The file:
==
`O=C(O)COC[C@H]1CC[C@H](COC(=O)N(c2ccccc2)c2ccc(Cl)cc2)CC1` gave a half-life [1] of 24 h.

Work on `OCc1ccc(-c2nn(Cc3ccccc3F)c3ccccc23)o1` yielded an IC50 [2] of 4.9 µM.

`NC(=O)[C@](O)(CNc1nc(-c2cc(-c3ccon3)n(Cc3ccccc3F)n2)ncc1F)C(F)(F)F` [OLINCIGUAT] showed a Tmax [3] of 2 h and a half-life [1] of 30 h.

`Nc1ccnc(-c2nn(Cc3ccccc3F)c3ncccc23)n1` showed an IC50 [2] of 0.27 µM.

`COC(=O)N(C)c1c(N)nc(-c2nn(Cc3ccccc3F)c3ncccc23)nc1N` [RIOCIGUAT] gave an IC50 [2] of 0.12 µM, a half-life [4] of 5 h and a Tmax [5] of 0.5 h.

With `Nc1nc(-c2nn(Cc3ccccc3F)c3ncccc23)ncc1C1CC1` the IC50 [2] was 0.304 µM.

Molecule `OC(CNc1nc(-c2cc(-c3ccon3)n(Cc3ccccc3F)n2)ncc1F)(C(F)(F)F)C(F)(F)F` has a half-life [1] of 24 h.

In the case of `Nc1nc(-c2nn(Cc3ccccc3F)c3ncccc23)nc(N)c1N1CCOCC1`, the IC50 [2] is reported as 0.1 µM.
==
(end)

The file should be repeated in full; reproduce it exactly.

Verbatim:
`O=C(O)COC[C@H]1CC[C@H](COC(=O)N(c2ccccc2)c2ccc(Cl)cc2)CC1` gave a half-life [1] of 24 h.

Work on `OCc1ccc(-c2nn(Cc3ccccc3F)c3ccccc23)o1` yielded an IC50 [2] of 4.9 µM.

`NC(=O)[C@](O)(CNc1nc(-c2cc(-c3ccon3)n(Cc3ccccc3F)n2)ncc1F)C(F)(F)F` [OLINCIGUAT] showed a Tmax [3] of 2 h and a half-life [1] of 30 h.

`Nc1ccnc(-c2nn(Cc3ccccc3F)c3ncccc23)n1` showed an IC50 [2] of 0.27 µM.

`COC(=O)N(C)c1c(N)nc(-c2nn(Cc3ccccc3F)c3ncccc23)nc1N` [RIOCIGUAT] gave an IC50 [2] of 0.12 µM, a half-life [4] of 5 h and a Tmax [5] of 0.5 h.

With `Nc1nc(-c2nn(Cc3ccccc3F)c3ncccc23)ncc1C1CC1` the IC50 [2] was 0.304 µM.

Molecule `OC(CNc1nc(-c2cc(-c3ccon3)n(Cc3ccccc3F)n2)ncc1F)(C(F)(F)F)C(F)(F)F` has a half-life [1] of 24 h.

In the case of `Nc1nc(-c2nn(Cc3ccccc3F)c3ncccc23)nc(N)c1N1CCOCC1`, the IC50 [2] is reported as 0.1 µM.